1.16 INTERNATIONAL JOURNAL OF STD & AIDS (STD) 2016 Jun 21. pii: 0956462416656688. [Epub ahead of print]
Treatment of human immunodeficiency virus-related peripheral neuropathy with Scrambler Therapy: a case report.
- 1From the Harry J. Duffey Family Palliative Care Program, Sidney Kimmel Comprehensive Cancer Center, Johns Hopkins School of Medicine, Baltimore, MD, USA email@example.com.
- 2Division of Infectious Disease, Johns Hopkins School of Medicine, Baltimore, MD, USA.
- 3Department of Health Behavior and Society, Johns Hopkins Bloomberg School of Public Health, Baltimore, MD, USA.
- 4Department of Neurology, Johns Hopkins School of Medicine, Baltimore, MD, USA.
Peripheral neuropathy is one of the most common neurological complications of HIV infection with a 30-60% lifetime prevalence. Newer HIV drugs cause less peripheral neuropathy, but patients are now living long enough to develop concomitant diabetes-related, vascular-related, and chemotherapy-related neuropathy so it continues as a major debilitating issue. Recent national CDC guidelines have stressed the importance of non-opioid therapies, especially in this population that may have had drug abuse problems. We treated a 52-year-old man who had severe disabling classic peripheral neuropathy since 1998 with Scrambler Therapy (Calmare), an FDA-cleared peripheral non-invasive neuromodulation device. His pain rapidly improved, as did his motor and sensory function, with just four 45-min treatments, and he was able to come off opioids for the first time in years. When his pain returned six months later, only two treatments were needed to resolve it. This represents the first published use of this novel, inexpensive, and non-invasive pain modality in HIV peripheral neuropathy, and should engender further trials.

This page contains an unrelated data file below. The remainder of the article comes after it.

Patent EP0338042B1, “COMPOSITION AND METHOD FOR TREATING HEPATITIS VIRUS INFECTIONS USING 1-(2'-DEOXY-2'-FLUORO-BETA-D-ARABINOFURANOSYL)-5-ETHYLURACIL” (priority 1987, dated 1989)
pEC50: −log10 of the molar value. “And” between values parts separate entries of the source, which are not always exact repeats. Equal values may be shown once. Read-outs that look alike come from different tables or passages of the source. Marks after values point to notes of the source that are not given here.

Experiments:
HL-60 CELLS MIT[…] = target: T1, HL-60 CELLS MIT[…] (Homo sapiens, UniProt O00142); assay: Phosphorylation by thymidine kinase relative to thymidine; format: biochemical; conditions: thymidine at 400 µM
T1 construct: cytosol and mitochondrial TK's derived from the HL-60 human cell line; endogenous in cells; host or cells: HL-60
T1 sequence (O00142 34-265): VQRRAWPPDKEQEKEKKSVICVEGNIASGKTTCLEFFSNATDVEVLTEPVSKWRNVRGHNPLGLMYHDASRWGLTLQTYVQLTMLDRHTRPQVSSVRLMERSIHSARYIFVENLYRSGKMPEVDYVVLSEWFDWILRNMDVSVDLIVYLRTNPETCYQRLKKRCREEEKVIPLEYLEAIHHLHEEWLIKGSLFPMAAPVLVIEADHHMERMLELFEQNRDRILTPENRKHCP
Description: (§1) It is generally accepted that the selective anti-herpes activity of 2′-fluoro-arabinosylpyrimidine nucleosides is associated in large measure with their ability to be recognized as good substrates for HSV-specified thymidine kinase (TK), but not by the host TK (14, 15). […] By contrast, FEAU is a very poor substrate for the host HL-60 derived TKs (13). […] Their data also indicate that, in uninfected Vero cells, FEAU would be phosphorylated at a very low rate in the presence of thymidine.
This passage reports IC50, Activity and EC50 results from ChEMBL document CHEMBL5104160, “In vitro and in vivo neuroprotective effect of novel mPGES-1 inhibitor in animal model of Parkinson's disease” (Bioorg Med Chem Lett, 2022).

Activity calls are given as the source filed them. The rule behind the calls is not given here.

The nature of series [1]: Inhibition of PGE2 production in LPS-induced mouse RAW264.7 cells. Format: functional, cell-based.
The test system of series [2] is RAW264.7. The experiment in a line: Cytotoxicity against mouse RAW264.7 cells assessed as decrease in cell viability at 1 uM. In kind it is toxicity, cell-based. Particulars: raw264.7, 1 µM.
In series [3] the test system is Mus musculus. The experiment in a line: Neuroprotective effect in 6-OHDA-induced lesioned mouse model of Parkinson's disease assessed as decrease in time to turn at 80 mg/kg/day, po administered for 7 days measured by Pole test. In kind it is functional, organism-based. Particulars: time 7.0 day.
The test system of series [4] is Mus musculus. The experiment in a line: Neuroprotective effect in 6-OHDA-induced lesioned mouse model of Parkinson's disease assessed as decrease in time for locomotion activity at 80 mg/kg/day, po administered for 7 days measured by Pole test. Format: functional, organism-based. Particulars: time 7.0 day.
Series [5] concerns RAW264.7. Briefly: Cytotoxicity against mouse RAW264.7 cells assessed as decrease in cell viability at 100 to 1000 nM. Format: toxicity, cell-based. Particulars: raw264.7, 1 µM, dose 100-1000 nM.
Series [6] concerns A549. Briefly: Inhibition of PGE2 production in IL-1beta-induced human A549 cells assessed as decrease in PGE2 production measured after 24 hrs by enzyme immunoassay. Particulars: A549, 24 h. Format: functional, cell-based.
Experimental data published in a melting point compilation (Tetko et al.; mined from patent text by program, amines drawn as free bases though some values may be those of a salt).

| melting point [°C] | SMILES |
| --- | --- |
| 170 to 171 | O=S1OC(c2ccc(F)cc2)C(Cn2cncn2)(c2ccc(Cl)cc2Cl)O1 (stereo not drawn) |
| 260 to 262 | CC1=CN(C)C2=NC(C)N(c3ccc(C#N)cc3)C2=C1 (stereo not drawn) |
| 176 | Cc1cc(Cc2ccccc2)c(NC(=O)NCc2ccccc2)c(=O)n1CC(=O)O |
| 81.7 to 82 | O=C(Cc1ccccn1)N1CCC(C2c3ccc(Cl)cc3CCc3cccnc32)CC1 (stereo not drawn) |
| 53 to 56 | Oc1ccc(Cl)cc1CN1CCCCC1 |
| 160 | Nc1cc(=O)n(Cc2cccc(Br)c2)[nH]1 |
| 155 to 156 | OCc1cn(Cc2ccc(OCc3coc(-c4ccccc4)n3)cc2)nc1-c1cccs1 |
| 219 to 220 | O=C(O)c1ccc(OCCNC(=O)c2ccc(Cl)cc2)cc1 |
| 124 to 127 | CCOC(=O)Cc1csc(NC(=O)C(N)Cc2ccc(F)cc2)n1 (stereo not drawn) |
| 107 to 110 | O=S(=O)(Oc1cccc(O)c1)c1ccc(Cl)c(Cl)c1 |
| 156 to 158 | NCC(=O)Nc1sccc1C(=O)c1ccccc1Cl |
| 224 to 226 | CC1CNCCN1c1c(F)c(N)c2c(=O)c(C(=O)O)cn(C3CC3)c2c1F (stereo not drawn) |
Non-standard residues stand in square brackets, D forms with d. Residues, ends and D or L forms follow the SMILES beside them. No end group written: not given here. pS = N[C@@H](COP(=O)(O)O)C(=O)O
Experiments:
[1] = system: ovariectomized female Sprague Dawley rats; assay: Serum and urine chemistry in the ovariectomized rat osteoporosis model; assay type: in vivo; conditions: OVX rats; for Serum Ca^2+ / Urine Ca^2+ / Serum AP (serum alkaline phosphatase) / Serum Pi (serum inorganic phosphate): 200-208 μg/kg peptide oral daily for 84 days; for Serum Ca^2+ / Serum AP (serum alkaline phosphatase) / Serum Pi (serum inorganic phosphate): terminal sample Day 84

HIV-associated neuropathy; neuromodulation; neuropathic pain; scrambler therapy